By the end of February, most taxpayers are looking for every opportunity to reduce their tax liabilities.
“With the steady increase in popularity of section 12J investments, taxpayers are more and more looking to use this tax deductible investment class as a means to significantly reduce their tax liabilities,” according to Jonty Sacks, a partner at Jaltech.
What a taxpayer must not do is rush into a section 12J investment without having a clear understanding of their financial position, the section 12J investment under consideration and the section 12J market, as they could easily find themselves in a 5 year relationship which they may regret.
For taxpayers who are looking to understand the Section 12J market, here are 12 Section 12J tips every taxpayer and financial adviser should consider:
Every section 12J investment offers taxpayers the same tax benefit, however, they don’t all offer the same investment returns. Make sure you compare various section 12J investments’ actual returns in order to understand what the market has to offer.
Make sure the fees are justified
There is no point in taking investment risk if the fees charged when the investment does perform are so excessive that your returns are almost completely eroded. Make sure the performance fees are charged above the gross investment amount and not on the net investment.
Avoid the February rush
Taxpayers only need to invest in a section 12J investment on or before the last day of February – this is February 29 for the current tax year – so avoid being pressured into a decision by February 25.
Don’t fall to the back of the queue
One of the biggest issues in the section 12J market is that a number of section 12J investments have simply failed to invest last year’s investors’ capital.
Avoid investing in section 12J investments where your capital will simply fall to the back of the queue. Make sure the section 12J investment has a large pipeline of new investment opportunities and has a track record of deploying 80% or more of its capital raised.
Targeted vs actual returns
Make sure to understand what the targeted returns are and how these compare to the actual returns. Be aware of investments which are underperforming relative to expectations.
Net vs gross returns
To have a clear understanding of the performance of the investment, make sure you understand what the section 12J investment’s returns are net of all fees and taxes.
Especially ensure that the net of tax figure is after dividend withholding tax and the annual fee. If not, then the return would be overstated when compared to a return net of all fees and taxes.
Don’t stretch your budget
Section 12J investments have a wide range of minimum investment amounts, starting from R100 000 to R2 000 000, make sure you don’t invest more than you can afford to.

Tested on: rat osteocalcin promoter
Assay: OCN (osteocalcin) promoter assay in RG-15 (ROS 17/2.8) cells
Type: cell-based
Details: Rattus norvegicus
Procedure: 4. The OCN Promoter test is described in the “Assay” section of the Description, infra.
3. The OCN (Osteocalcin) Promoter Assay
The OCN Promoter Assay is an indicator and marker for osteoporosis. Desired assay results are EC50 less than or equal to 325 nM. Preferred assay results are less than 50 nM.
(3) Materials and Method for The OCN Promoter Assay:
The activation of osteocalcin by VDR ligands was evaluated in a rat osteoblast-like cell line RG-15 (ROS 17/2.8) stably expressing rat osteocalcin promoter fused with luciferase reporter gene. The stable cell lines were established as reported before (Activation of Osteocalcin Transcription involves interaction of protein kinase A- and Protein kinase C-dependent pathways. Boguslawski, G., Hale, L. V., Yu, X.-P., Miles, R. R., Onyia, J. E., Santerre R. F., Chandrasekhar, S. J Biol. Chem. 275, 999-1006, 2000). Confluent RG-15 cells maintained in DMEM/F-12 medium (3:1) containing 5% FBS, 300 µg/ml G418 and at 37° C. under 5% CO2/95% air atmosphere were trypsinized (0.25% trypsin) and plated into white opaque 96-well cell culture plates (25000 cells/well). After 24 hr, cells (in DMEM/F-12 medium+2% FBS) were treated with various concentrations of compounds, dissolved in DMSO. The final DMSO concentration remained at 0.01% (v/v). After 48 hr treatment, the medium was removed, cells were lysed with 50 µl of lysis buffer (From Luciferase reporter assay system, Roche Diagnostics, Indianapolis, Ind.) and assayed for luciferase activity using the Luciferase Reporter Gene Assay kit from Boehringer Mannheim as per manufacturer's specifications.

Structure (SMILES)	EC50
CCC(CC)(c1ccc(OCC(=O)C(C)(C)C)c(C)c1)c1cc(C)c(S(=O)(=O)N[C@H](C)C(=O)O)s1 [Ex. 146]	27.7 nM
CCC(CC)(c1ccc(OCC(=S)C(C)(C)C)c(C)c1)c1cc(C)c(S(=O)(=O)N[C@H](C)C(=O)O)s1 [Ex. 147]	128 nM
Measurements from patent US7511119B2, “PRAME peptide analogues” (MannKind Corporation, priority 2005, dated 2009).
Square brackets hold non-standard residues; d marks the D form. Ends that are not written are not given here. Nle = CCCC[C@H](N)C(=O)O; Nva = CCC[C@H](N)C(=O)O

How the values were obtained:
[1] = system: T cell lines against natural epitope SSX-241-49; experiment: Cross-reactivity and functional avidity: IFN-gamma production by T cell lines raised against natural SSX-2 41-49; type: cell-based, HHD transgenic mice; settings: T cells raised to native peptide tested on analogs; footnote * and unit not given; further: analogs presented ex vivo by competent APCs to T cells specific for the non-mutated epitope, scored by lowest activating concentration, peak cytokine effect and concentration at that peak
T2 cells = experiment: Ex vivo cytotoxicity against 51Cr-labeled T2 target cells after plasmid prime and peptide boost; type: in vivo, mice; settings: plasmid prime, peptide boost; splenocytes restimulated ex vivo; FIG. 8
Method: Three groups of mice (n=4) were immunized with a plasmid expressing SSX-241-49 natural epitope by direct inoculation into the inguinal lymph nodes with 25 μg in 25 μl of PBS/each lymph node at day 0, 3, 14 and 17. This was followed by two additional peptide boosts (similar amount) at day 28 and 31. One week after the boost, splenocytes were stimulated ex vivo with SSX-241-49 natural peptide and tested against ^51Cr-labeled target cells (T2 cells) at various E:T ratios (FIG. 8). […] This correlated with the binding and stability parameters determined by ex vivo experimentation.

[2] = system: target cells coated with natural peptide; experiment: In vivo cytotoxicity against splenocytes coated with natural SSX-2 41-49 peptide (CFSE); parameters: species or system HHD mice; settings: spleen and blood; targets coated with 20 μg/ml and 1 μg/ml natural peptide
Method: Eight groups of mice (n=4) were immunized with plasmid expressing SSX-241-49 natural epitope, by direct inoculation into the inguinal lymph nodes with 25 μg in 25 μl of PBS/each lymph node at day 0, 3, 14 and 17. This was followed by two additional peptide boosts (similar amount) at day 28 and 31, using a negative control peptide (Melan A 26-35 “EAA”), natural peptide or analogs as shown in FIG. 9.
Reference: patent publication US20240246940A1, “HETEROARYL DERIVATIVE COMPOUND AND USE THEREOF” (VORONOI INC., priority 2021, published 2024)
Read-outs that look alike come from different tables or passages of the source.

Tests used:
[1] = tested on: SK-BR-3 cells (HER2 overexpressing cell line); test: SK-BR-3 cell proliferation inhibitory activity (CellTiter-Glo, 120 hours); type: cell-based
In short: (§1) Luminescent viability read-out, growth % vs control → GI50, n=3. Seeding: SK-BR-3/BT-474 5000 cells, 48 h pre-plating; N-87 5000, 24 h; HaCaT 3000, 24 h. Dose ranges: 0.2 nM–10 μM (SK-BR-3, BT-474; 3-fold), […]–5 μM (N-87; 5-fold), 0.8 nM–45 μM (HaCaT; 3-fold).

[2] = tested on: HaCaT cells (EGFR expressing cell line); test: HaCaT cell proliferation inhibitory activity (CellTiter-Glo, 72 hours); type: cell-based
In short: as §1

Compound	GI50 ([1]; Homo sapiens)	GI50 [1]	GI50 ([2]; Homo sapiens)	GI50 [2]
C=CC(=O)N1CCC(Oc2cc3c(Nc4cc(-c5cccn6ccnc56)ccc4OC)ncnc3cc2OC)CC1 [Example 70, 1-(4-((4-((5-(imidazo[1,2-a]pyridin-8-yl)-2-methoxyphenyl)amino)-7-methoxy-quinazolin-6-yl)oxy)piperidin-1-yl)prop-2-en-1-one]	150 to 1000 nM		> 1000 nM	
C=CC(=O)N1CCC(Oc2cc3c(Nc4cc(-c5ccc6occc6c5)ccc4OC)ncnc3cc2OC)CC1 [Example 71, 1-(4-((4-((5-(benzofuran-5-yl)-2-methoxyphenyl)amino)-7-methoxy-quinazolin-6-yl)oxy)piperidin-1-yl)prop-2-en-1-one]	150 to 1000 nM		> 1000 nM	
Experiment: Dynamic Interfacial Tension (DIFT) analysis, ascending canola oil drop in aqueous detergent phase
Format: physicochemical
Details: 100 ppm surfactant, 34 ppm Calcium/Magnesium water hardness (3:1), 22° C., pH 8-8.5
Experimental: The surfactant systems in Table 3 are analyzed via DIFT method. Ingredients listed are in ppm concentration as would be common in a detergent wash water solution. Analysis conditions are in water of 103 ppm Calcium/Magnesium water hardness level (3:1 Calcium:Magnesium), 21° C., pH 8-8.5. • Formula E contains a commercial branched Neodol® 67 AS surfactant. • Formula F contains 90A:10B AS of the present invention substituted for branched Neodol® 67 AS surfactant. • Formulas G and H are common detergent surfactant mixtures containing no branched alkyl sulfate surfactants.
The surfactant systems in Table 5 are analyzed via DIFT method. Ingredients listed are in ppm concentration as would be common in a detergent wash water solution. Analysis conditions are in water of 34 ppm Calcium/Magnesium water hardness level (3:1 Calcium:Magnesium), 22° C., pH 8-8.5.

There are income options
Most section 12J investments target to return dividends to investors each year and in some cases twice a year. If you need some cash flow during the investment term then look for a section 12J investment which has a track record of paying dividends.
Avoid too good to be true investments
Like with anything in life, if the targeted investment returns are through the roof or if you don’t have to put a cent down to invest, think twice before investing. Make sure, if you are going to take a large risk that the upside far outweighs the downside.
A number of section 12J investments now offer some form of guarantee, whether it be a guaranteed return or a guaranteed exit. Be sure to understand who is standing behind the guarantee and whether the guarantee can be enforced.
Generally, these guarantees are quoted before fees and taxes and after accounting for these, the guarantees are far less attractive.
The section 12J investment market is extremely diverse with investors having the option of investing in high growth riskier investments, mid tier conservative investments and low risk capital protection investments. Select one or more Section 12J investments which meet your risk appetite.
Tax aggressive structures
There are a number of section 12J investments which look to offer investors tax aggressive structures, such as an exit option before the 5-year lock-in period elapses, or repayment of your original capital early through extraordinary dividends.
In order to be sure that you are investing in a sustainable and compliant investment, avoid tax aggressive structures.
Section 12J investments are excellent investment options for taxpayers who are going to be paying a large amount of capital gains tax or income tax before the end of February. Taxpayers, however, must make an informed and calculated investment decision.